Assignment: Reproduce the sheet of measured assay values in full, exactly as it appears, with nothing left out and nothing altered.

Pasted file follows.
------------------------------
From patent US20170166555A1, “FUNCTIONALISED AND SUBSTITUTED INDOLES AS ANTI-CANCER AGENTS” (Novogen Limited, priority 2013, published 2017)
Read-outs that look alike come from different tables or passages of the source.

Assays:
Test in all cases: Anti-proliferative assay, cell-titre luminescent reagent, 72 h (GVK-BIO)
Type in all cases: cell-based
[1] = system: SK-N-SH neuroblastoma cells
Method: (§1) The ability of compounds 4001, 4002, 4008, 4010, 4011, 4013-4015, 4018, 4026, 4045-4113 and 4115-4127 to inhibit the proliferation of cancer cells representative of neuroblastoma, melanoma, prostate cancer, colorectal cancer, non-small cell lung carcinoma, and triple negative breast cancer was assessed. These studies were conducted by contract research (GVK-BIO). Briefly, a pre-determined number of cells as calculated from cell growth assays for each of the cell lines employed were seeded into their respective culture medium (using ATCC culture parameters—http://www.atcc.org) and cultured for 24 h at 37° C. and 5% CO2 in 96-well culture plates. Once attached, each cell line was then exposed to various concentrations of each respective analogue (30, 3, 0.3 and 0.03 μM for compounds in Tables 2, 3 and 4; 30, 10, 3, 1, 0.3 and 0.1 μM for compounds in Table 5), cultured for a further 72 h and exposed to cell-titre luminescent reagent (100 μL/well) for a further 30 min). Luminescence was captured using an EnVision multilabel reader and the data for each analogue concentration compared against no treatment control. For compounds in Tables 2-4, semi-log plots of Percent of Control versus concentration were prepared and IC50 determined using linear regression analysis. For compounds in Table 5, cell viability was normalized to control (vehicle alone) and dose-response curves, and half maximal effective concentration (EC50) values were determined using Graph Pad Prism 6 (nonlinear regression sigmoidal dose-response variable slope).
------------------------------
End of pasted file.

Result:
From patent US20170166555A1, “FUNCTIONALISED AND SUBSTITUTED INDOLES AS ANTI-CANCER AGENTS” (Novogen Limited, priority 2013, published 2017)
Read-outs that look alike come from different tables or passages of the source.

Assays:
Test in all cases: Anti-proliferative assay, cell-titre luminescent reagent, 72 h (GVK-BIO)
Type in all cases: cell-based
[1] = system: SK-N-SH neuroblastoma cells
Method: (§1) The ability of compounds 4001, 4002, 4008, 4010, 4011, 4013-4015, 4018, 4026, 4045-4113 and 4115-4127 to inhibit the proliferation of cancer cells representative of neuroblastoma, melanoma, prostate cancer, colorectal cancer, non-small cell lung carcinoma, and triple negative breast cancer was assessed. These studies were conducted by contract research (GVK-BIO). Briefly, a pre-determined number of cells as calculated from cell growth assays for each of the cell lines employed were seeded into their respective culture medium (using ATCC culture parameters—http://www.atcc.org) and cultured for 24 h at 37° C. and 5% CO2 in 96-well culture plates. Once attached, each cell line was then exposed to various concentrations of each respective analogue (30, 3, 0.3 and 0.03 μM for compounds in Tables 2, 3 and 4; 30, 10, 3, 1, 0.3 and 0.1 μM for compounds in Table 5), cultured for a further 72 h and exposed to cell-titre luminescent reagent (100 μL/well) for a further 30 min). Luminescence was captured using an EnVision multilabel reader and the data for each analogue concentration compared against no treatment control. For compounds in Tables 2-4, semi-log plots of Percent of Control versus concentration were prepared and IC50 determined using linear regression analysis. For compounds in Table 5, cell viability was normalized to control (vehicle alone) and dose-response curves, and half maximal effective concentration (EC50) values were determined using Graph Pad Prism 6 (nonlinear regression sigmoidal dose-response variable slope).